Preserving and Promoting local history for the former Rideau Township
Log Fence

Ruth Wright thanks our speaker.

Ruth Wright thanks our speaker, Stuart Clarkson at the October meeting.  

U.S. Newspapers

Reports on Rideau Township in American newspapers were more similar to what one would have found in Canadian newspapers.  The stories were more diverse, dealt with pure news items and rarely focused on settlers.

The earliest reference to Rideau that Stuart located in U.S. newspapers was an 1884 announcement of a new priest in North Gower.  One of the most widely distributed stories concerned the death of the members of a Wilson family in a house fire.  Reports relating to the Rideau Canal included a report on the owner of Macy’s running his boat up on a rock near Manotick, as well as a trip on the Rideau Queen by the editor of the Bedford Gazette.  Stories in later years referenced a 1957 air crash near Manotick and a 1989 armada to the 1989 Antique Boat Show.  A 1981 item with an insert highlighted Watson’s Mill as an Ottawa attraction.

Comparison with a Canadian News-paper

Stuart reviewed the Globe to get a sense of how Rideau was treated in Canadian newspapers.  The first mention was an 1848 report on 1848 Parliamentary returns to the Legislative Assembly.  Thereafter, reports were similar to those in American newspapers, dealing with general news items but usually different stories from those focused on by the American newspapers.  For example, the boating incident of the owner of Macy’s was not picked up by the Globe, but the story of a deer jogging down the Main Street of North Gower did appear, reflecting a pastoral image of the village.  A 1925 report on North Gower’s desire to limit alcohol sales was consistent with the prevalence in the Globe in that period of reports on the temperance campaign.

In closing, Stuart said that he hoped had been able to provide a glimpse of how life in Rideau was and still is read about in newspapers.  In carrying out his research, he found it interesting to see how we were and are part of a larger world. 

Stuart Clarkson and Ron Wilson set up for the evenings presentation.

Stuart Clarkson and Ron Wilson up for the evenings presentation.

Stuart Clarkson’s October 12 presentation “Rideau Township in the News” provided listeners with the results of his online research of international newspaper reports on Rideau Township and its communities.

In introducing the evening’s presentation, Owen Cooke noted that Stuart is an RTHS member who is well-known to many as the Community Archivist who serves the public every Tuesday at the Rideau Branch of the City of Ottawa Archives in North Gower.

Stuart described the goal of his research and presentation as to show the historical links of Rideau Township to the world around it, as encapsulated in reports in international newspapers.  He consulted two online sources to achieve this goal – the British Newspaper Archive and newspapers.com, the latter covering mostly American but some Canadian newspapers.  The sources allowed him to analyze British and U.S. reports and compare them with those found in the Globe through the Ottawa Public Library.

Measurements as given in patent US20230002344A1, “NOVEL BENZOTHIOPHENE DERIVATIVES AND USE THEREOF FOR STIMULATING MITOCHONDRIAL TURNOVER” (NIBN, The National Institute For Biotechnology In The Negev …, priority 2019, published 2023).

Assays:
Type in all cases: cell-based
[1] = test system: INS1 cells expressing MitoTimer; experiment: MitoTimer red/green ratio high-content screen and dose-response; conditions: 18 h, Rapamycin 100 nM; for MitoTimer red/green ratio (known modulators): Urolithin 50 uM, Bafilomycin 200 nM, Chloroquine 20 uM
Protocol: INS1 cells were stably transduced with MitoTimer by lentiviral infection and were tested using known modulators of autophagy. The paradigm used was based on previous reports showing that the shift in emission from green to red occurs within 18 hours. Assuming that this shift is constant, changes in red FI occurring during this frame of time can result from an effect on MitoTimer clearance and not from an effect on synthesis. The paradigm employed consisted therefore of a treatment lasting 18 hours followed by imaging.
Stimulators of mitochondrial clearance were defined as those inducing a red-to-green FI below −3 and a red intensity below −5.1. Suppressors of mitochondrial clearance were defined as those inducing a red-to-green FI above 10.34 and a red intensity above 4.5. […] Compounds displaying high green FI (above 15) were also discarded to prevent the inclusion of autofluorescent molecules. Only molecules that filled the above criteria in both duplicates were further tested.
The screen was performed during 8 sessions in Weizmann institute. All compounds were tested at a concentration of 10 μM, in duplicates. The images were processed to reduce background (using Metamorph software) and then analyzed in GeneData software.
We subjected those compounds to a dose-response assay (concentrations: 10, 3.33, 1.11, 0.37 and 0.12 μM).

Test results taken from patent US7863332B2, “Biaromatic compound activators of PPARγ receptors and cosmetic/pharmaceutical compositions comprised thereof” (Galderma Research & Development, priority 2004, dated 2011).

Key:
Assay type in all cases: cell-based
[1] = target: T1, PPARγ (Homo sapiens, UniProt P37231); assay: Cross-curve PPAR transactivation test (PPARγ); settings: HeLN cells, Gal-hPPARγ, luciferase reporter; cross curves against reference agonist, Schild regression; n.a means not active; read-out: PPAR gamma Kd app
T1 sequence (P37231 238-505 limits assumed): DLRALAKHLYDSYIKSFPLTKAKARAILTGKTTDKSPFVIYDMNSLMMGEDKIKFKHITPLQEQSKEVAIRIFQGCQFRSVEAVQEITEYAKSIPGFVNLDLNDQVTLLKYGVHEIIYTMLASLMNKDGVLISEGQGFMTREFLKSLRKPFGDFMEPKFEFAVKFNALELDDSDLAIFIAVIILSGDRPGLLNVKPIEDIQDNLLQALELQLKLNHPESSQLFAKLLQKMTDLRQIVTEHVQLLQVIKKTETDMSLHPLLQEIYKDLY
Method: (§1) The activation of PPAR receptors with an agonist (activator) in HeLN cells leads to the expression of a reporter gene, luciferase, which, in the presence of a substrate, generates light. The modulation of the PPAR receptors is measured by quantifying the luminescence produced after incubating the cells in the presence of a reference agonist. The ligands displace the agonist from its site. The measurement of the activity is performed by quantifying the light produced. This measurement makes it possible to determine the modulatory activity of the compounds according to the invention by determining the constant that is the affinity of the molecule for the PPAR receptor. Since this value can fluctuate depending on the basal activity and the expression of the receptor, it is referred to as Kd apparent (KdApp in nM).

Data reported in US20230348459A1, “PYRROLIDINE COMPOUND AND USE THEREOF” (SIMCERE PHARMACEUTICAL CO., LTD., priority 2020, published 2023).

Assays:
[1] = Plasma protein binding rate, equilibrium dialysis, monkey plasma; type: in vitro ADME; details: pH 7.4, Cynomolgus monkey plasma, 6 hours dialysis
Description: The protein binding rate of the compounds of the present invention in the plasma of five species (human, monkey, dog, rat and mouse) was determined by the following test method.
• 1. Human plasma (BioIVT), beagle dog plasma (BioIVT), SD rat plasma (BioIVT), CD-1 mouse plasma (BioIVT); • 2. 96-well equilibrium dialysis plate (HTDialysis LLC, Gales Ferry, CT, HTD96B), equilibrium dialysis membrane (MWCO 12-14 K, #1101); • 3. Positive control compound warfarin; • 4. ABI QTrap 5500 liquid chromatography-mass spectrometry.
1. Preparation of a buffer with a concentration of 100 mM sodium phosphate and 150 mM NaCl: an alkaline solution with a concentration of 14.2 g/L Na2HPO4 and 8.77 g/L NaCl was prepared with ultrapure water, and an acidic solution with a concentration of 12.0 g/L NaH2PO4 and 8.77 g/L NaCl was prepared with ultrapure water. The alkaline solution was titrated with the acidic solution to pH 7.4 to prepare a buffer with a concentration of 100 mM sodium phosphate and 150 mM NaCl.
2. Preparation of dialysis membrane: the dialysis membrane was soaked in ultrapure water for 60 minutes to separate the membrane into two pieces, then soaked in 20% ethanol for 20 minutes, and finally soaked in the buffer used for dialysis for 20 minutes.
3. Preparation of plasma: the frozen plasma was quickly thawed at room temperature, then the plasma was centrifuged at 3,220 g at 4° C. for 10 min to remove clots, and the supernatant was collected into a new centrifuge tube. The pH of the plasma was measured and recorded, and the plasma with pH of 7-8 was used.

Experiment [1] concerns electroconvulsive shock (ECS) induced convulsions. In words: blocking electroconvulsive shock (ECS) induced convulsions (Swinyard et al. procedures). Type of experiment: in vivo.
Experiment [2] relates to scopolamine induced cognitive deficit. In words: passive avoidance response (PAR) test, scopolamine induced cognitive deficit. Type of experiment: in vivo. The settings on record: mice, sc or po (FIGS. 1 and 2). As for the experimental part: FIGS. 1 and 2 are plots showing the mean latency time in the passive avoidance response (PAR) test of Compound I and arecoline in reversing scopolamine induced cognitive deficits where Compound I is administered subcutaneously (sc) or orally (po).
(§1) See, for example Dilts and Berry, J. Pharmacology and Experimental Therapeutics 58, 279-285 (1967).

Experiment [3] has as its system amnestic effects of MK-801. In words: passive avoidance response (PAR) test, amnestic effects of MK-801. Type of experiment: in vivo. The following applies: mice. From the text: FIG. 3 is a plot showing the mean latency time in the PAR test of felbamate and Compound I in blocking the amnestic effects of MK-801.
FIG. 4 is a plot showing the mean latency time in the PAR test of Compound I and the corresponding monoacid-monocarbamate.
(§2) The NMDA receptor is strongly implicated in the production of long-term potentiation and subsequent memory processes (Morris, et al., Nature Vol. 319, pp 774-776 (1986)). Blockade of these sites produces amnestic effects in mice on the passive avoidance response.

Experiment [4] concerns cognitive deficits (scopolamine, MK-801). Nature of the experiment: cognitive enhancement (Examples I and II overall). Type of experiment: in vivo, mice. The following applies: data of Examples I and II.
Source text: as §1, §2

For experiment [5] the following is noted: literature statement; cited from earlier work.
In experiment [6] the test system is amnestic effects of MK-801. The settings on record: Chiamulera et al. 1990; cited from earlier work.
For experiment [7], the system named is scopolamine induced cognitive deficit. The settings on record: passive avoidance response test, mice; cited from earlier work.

Stuart shared a personal experience that demonstrated to him the impact that a single newspaper article can have and how it can shift your approach to a subject matter.  A family obituary that he ran across in the Guelph Mercury caused him to undertake genealogical research that uncovered his family’s colourful past.

Stuart referred to a 2002 study that confirmed that newspapers are still one of the most important sources for historical research.  There are challenges in such research, however, due to the frequent unavailability of certain newspapers, their cumbersome design and inherent reliability issues.  In searching for articles on Rideau, Stuart had to deal with the fact that names like Wellington and Marlborough are common and there is a Kars in Turkey.  He found that the most productive names to search under were North Gower and Manotick, although he discovered that there have been two race horses named Manotick.

British Newspapers

The first mention of Rideau that Stuart found in newspapers was an 1857 advertisement by the British Emigration Office highlighting North Gower as a destination for settlers.  Among other things, the ad stated that there was a particular need for female domestic servants.  Stuart found 25 placements of this ad, primarily in newspapers in Ireland and Northern England.  The reports reflect a British economic downturn at the time and the unavailability of employment in the homeland.

Early British newspaper reports sometimes contained the text of letters home written by settlers in Rideau.  Such letters described the landscape and the settlers’ experiences.  A number of them had been weavers in the old country but had to leave their looms behind and turned to agricultural labour in Rideau.

The newspaper reports showed a blood tie between communities like North Gower and areas such as Warwickshire in England.  In the 20th century, ties to the homeland were also felt by Home Children who were brought to Rideau Township.

Emigration slowed in the 20th century, although some new ties to Britain resulted from the World Wars and the coming to Rideau of many war brides.  As the century progressed, however, Rideau news in British newspaper diminished and changed in nature from reports on settlers to general newsworthy items, such as crimes and a 1919 visit to Rideau by the Prince of Wales. U.S. Newspapers

The October 2016 Presentation

“Rideau Township in the News
Presentation by Stuart Clarkson

Article by Maureen McPhee, Photos by Owen Cooke  

 

Stuart Clarkson and Ron Wilson set up for the evenings presentation.